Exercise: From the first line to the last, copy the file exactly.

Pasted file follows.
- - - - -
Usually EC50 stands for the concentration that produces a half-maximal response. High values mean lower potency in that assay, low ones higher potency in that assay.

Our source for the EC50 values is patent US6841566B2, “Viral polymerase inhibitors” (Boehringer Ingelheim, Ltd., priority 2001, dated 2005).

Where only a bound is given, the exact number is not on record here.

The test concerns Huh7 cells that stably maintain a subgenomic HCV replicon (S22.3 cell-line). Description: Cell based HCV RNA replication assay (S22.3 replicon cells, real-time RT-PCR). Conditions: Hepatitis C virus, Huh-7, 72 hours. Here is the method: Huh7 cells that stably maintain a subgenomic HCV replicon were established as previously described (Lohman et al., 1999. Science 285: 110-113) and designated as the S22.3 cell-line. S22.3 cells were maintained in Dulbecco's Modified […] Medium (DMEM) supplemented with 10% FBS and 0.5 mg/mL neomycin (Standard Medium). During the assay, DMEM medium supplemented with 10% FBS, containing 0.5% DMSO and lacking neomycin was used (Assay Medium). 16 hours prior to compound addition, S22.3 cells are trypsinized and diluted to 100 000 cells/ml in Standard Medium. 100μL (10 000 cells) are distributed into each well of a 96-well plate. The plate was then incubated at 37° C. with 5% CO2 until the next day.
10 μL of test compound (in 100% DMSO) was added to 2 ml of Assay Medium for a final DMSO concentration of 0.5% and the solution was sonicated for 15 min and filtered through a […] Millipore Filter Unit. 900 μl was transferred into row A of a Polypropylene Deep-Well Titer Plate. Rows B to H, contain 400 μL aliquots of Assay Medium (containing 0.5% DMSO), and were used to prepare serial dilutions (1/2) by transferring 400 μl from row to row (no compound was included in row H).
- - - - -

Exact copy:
Usually EC50 stands for the concentration that produces a half-maximal response. High values mean lower potency in that assay, low ones higher potency in that assay.

Our source for the EC50 values is patent US6841566B2, “Viral polymerase inhibitors” (Boehringer Ingelheim, Ltd., priority 2001, dated 2005).

Where only a bound is given, the exact number is not on record here.

The test concerns Huh7 cells that stably maintain a subgenomic HCV replicon (S22.3 cell-line). Description: Cell based HCV RNA replication assay (S22.3 replicon cells, real-time RT-PCR). Conditions: Hepatitis C virus, Huh-7, 72 hours. Here is the method: Huh7 cells that stably maintain a subgenomic HCV replicon were established as previously described (Lohman et al., 1999. Science 285: 110-113) and designated as the S22.3 cell-line. S22.3 cells were maintained in Dulbecco's Modified […] Medium (DMEM) supplemented with 10% FBS and 0.5 mg/mL neomycin (Standard Medium). During the assay, DMEM medium supplemented with 10% FBS, containing 0.5% DMSO and lacking neomycin was used (Assay Medium). 16 hours prior to compound addition, S22.3 cells are trypsinized and diluted to 100 000 cells/ml in Standard Medium. 100μL (10 000 cells) are distributed into each well of a 96-well plate. The plate was then incubated at 37° C. with 5% CO2 until the next day.
10 μL of test compound (in 100% DMSO) was added to 2 ml of Assay Medium for a final DMSO concentration of 0.5% and the solution was sonicated for 15 min and filtered through a […] Millipore Filter Unit. 900 μl was transferred into row A of a Polypropylene Deep-Well Titer Plate. Rows B to H, contain 400 μL aliquots of Assay Medium (containing 0.5% DMSO), and were used to prepare serial dilutions (1/2) by transferring 400 μl from row to row (no compound was included in row H).